TOPIC: Theology of Liturgy
By Len Mier
Thy Kingdom Come: Social Justice and Salvific Outlook in the Anaphora of St. Basil the Great Part 2
Salvation as Theosis
The essential act in the celebration of the holy mysteries is the transformation of the elements into the Divine Body and Blood; its aim is the sanctification (salvation) of the faithful. (Cabasilas, Hussey, & McNulty, 2010)
Salvation is the mission of all mankind, its goal is to become one again with the Holy Trinity. This state is best described in the beginning of the book of Genesis that we are to be once again in the perfect image and likeness of God, or deification. This is also found in the writings of St Basil. “Through the ‘soul’s operations’ of ‘man,’ it is possible to deploy this potential and to develop it into likeness of God when ‘man’ becomes what he/she was supposed to be from the beginning of the world.”(Druzhinina, 2016)
Olga Druzhinina in her book Ecclesiology of St. Basil the Great: a Trinitarian Approach to the Life of the Church states clearly:
‘The mystery of salvation’ in St Basil’s thought is perceived as the gradual process of human education in which they are brought to perfection in their training for godliness where godliness is always connected to the love toward others.(Druzhinina, 2016)
Another dimension to Theosis and salvation is, “a life in communion with Jesus Christ will be characterized by generosity to the needy human beings in whom the Lord is present.”(LeMasters, 2015)
The anaphora: the basis for Philanthropia (Φίλάνθρωπίά)
St Basil’s liturgy as taken in my local parish setting does not do justice to the beauty and nature of this anaphora. Because of its length, many of the prayers are said in a quiet voice by the priest while the congregation sings their part of the liturgy, rendering the worshiper to read the anaphora to themselves or reading it outside of the actual liturgy in order to appreciate the meaning.
Paraphrasing Fr Schmemann, the predominate practice of the priest reading the prayers secretly in a voice inaudible to the people, often with the doors closed and curtain drawn, has the practical effect of the prayer being dropped from the church service. (LeMasters, 2015) It was only when reading the whole anaphora outside of the liturgy do you see the philanthropic and salvific themes emerge.
Liturgy in general tends to be separated from daily life for most Christians. We see liturgy as the work of the people only to worship God. This narrow view of liturgy can be reversed if we look at one line from one prayer in the liturgy. The line I am talking about is from the Lord’s Prayer, “Thy will be done on earth as it is in heaven”. It has been stated, “There is a certain social ethic that is loaded into that phrase, when we remove the social aspect from liturgy we see a, ‘failure of correspondence between liturgy and ethics which amounts to an understandable separation between the sacred and the secular’. It is all too often true of Eastern Orthodoxy.”(LeMasters, 2015) This can be said of most liturgical Christian experiences.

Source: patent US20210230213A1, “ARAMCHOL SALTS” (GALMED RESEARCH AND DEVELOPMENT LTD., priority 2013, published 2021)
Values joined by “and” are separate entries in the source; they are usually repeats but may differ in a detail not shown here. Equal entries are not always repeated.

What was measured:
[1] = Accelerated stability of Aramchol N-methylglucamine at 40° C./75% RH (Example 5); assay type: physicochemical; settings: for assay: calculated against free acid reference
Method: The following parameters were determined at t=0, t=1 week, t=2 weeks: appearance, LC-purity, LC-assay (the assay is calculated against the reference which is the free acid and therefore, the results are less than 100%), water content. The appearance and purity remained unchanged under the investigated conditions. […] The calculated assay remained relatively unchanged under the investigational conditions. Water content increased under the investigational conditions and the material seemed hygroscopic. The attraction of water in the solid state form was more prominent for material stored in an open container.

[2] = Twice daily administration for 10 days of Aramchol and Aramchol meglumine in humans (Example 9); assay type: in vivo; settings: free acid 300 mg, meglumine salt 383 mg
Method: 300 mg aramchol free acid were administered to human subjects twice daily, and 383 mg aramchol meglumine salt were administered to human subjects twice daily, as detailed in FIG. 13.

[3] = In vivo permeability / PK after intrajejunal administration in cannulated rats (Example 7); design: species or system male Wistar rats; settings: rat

Philanthropia is what St Basil was preaching in his homilies on social justice, the work of the people to see and care for the poor. The English word philanthropy is derived from this word and its understanding is clear to the modern reader. This Philanthropia is the strong social ethic that we as Christians must have for each other. This is the merging point of Christian ethics with that of liturgical theology.
Christian ethics is an ethics of the Great Supper because it is in eucharistic assembly, not in private prayer or study, that judgment, repentance, reconciliation, and God’s love are experienced in their full Kingdom signification.(LeMasters, 2015)
Beside St Basil, St John Chrysostom also spoke in terms of Philanthropia in his homily on Matthew 25:31-46, the last judgment, and in his homily on Second Corinthians, “The Hungry”.
It is a social order of simple living and care for one’s fellow man that St Basil envisioned in the Basiliad, his monasteries. Basil incorporated these themes into his anaphora, Petitions and prayers are not meant to be rhetorical exclamations poetic romanticisms, or supplications for God alone to hear; they are meant to penetrate man’s heart and mind and become impetus for agape in diakonia – love in practice. An invitation to the metamorphosis of the congregation as well as society.(LeMasters, 2015)
In the liturgy of St Basil he “unites thanksgiving and supplication throughout the liturgy in a way that proclaims God as supreme benefactor of the human race.”(Cabasilas et al., 2010)
From the very start of the anaphora we hear that we will “recount all your (God’s) mighty deeds in every age”(Catholic, Byzantine Liturgical, & Intereparchial Commission for Sacred, 2006) Basil in the anaphora elaborates God’s philanthropy to mankind in a recounting of those things He has done for us. Here is but a small list that St Basil gives us: the gift of filial adoption, the pledge of our future inheritance, and the First-fruits of eternal blessings given to us.
We are told that taking man from the earth formed him and honored him with your own image and placed him in paradise with the promise of immortal life and eternal blessings. God showed us the ultimate mercy after our own transgression of disobedience, and His banishing us from paradise and returning us to the earth from which we came. He provided us with salvation and rebirth in His Christ, not forsaking the work of his hands.
St Basil goes on to tell us God gave us the Law as an aid, and sent us servants and prophets to tell us of the salvation of which was to come.
(To be continued)